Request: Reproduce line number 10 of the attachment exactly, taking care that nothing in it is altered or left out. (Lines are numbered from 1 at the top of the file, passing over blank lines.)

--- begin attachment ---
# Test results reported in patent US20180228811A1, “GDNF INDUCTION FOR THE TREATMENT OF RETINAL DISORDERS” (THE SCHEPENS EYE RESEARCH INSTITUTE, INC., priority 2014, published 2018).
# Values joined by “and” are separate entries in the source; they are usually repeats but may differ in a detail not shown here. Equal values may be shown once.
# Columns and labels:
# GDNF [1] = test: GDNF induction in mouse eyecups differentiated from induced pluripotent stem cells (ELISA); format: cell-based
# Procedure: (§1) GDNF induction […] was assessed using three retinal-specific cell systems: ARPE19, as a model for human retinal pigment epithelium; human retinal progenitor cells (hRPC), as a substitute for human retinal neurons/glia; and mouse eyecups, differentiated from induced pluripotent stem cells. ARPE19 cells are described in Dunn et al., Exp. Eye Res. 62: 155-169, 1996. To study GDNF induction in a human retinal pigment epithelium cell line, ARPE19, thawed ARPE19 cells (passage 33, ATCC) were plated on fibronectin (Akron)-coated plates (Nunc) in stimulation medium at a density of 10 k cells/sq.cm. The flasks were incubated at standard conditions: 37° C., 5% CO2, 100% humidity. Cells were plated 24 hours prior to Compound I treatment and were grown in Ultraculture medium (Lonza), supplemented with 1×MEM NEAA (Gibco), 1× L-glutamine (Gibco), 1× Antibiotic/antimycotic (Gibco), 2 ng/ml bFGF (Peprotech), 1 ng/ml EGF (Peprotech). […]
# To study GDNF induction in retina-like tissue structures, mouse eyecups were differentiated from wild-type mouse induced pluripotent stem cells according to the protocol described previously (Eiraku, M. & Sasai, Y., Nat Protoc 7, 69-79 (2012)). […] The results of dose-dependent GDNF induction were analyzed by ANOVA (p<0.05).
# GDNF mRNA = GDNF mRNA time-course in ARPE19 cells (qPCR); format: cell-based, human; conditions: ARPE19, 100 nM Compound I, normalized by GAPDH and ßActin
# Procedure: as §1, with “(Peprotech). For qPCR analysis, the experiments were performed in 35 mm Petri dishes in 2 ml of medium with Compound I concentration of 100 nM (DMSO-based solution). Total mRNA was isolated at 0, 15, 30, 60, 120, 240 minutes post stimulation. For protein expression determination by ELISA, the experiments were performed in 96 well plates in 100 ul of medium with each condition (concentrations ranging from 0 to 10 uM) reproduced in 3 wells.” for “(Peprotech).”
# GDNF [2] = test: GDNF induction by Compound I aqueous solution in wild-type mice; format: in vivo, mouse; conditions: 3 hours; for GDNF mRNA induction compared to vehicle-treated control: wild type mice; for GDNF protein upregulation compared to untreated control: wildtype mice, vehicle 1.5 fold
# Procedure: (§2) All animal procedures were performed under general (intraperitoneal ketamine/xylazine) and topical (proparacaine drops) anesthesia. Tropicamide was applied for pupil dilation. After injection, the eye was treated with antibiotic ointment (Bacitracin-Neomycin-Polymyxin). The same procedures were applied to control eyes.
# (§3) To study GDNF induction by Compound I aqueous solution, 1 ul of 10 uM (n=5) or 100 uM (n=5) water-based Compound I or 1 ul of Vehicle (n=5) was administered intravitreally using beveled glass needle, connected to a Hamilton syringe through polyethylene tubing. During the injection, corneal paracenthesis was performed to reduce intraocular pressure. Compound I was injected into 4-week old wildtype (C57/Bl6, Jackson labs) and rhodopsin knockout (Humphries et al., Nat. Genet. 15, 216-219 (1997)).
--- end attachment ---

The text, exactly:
# Procedure: (§2) All animal procedures were performed under general (intraperitoneal ketamine/xylazine) and topical (proparacaine drops) anesthesia. Tropicamide was applied for pupil dilation. After injection, the eye was treated with antibiotic ointment (Bacitracin-Neomycin-Polymyxin). The same procedures were applied to control eyes.